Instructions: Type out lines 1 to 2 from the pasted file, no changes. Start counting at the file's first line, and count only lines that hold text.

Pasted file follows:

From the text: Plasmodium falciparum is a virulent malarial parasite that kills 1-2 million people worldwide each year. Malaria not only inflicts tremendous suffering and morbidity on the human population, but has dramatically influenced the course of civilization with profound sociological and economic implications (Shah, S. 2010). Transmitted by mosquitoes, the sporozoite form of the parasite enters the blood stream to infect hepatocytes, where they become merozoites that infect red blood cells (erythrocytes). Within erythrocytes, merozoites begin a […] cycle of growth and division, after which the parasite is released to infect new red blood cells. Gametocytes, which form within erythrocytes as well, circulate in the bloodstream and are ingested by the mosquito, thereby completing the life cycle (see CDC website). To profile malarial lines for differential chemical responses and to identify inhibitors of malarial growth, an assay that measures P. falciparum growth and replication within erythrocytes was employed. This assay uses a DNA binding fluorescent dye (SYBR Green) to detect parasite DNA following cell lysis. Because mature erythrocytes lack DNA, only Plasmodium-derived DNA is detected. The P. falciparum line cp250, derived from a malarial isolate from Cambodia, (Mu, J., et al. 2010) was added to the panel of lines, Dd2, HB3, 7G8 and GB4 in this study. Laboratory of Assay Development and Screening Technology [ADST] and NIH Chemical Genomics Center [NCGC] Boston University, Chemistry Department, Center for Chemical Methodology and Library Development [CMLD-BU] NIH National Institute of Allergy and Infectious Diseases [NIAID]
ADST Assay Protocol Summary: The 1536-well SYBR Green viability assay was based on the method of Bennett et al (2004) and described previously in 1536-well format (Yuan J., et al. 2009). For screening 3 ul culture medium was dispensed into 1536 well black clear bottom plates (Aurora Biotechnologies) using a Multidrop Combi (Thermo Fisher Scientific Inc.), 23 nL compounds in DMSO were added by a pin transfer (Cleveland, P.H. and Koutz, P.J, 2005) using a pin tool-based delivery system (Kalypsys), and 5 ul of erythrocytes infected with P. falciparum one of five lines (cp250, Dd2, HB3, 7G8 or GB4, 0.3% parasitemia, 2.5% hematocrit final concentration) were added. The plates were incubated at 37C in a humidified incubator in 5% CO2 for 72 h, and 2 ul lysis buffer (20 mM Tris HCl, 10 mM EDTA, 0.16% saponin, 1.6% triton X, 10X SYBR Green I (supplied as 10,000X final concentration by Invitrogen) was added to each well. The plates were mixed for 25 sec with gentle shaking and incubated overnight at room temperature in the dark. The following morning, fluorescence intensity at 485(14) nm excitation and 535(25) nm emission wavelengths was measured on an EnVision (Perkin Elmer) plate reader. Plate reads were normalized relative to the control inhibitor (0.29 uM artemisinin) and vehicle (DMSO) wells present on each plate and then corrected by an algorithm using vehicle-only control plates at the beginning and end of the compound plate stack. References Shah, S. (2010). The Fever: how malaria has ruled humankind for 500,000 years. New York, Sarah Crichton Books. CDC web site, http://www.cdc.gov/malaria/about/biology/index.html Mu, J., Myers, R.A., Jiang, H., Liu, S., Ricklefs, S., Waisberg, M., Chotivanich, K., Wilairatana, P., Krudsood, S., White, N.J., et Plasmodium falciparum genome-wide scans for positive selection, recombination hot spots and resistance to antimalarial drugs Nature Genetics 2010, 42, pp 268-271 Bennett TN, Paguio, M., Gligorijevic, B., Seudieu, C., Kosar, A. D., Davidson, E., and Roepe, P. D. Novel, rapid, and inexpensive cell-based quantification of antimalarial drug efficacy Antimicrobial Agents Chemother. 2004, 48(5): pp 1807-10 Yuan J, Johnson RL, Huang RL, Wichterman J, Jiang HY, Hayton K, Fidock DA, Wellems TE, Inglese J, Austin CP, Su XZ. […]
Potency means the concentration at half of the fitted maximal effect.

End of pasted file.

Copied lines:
From the text: Plasmodium falciparum is a virulent malarial parasite that kills 1-2 million people worldwide each year. Malaria not only inflicts tremendous suffering and morbidity on the human population, but has dramatically influenced the course of civilization with profound sociological and economic implications (Shah, S. 2010). Transmitted by mosquitoes, the sporozoite form of the parasite enters the blood stream to infect hepatocytes, where they become merozoites that infect red blood cells (erythrocytes). Within erythrocytes, merozoites begin a […] cycle of growth and division, after which the parasite is released to infect new red blood cells. Gametocytes, which form within erythrocytes as well, circulate in the bloodstream and are ingested by the mosquito, thereby completing the life cycle (see CDC website). To profile malarial lines for differential chemical responses and to identify inhibitors of malarial growth, an assay that measures P. falciparum growth and replication within erythrocytes was employed. This assay uses a DNA binding fluorescent dye (SYBR Green) to detect parasite DNA following cell lysis. Because mature erythrocytes lack DNA, only Plasmodium-derived DNA is detected. The P. falciparum line cp250, derived from a malarial isolate from Cambodia, (Mu, J., et al. 2010) was added to the panel of lines, Dd2, HB3, 7G8 and GB4 in this study. Laboratory of Assay Development and Screening Technology [ADST] and NIH Chemical Genomics Center [NCGC] Boston University, Chemistry Department, Center for Chemical Methodology and Library Development [CMLD-BU] NIH National Institute of Allergy and Infectious Diseases [NIAID]
ADST Assay Protocol Summary: The 1536-well SYBR Green viability assay was based on the method of Bennett et al (2004) and described previously in 1536-well format (Yuan J., et al. 2009). For screening 3 ul culture medium was dispensed into 1536 well black clear bottom plates (Aurora Biotechnologies) using a Multidrop Combi (Thermo Fisher Scientific Inc.), 23 nL compounds in DMSO were added by a pin transfer (Cleveland, P.H. and Koutz, P.J, 2005) using a pin tool-based delivery system (Kalypsys), and 5 ul of erythrocytes infected with P. falciparum one of five lines (cp250, Dd2, HB3, 7G8 or GB4, 0.3% parasitemia, 2.5% hematocrit final concentration) were added. The plates were incubated at 37C in a humidified incubator in 5% CO2 for 72 h, and 2 ul lysis buffer (20 mM Tris HCl, 10 mM EDTA, 0.16% saponin, 1.6% triton X, 10X SYBR Green I (supplied as 10,000X final concentration by Invitrogen) was added to each well. The plates were mixed for 25 sec with gentle shaking and incubated overnight at room temperature in the dark. The following morning, fluorescence intensity at 485(14) nm excitation and 535(25) nm emission wavelengths was measured on an EnVision (Perkin Elmer) plate reader. Plate reads were normalized relative to the control inhibitor (0.29 uM artemisinin) and vehicle (DMSO) wells present on each plate and then corrected by an algorithm using vehicle-only control plates at the beginning and end of the compound plate stack. References Shah, S. (2010). The Fever: how malaria has ruled humankind for 500,000 years. New York, Sarah Crichton Books. CDC web site, http://www.cdc.gov/malaria/about/biology/index.html Mu, J., Myers, R.A., Jiang, H., Liu, S., Ricklefs, S., Waisberg, M., Chotivanich, K., Wilairatana, P., Krudsood, S., White, N.J., et Plasmodium falciparum genome-wide scans for positive selection, recombination hot spots and resistance to antimalarial drugs Nature Genetics 2010, 42, pp 268-271 Bennett TN, Paguio, M., Gligorijevic, B., Seudieu, C., Kosar, A. D., Davidson, E., and Roepe, P. D. Novel, rapid, and inexpensive cell-based quantification of antimalarial drug efficacy Antimicrobial Agents Chemother. 2004, 48(5): pp 1807-10 Yuan J, Johnson RL, Huang RL, Wichterman J, Jiang HY, Hayton K, Fidock DA, Wellems TE, Inglese J, Austin CP, Su XZ. […]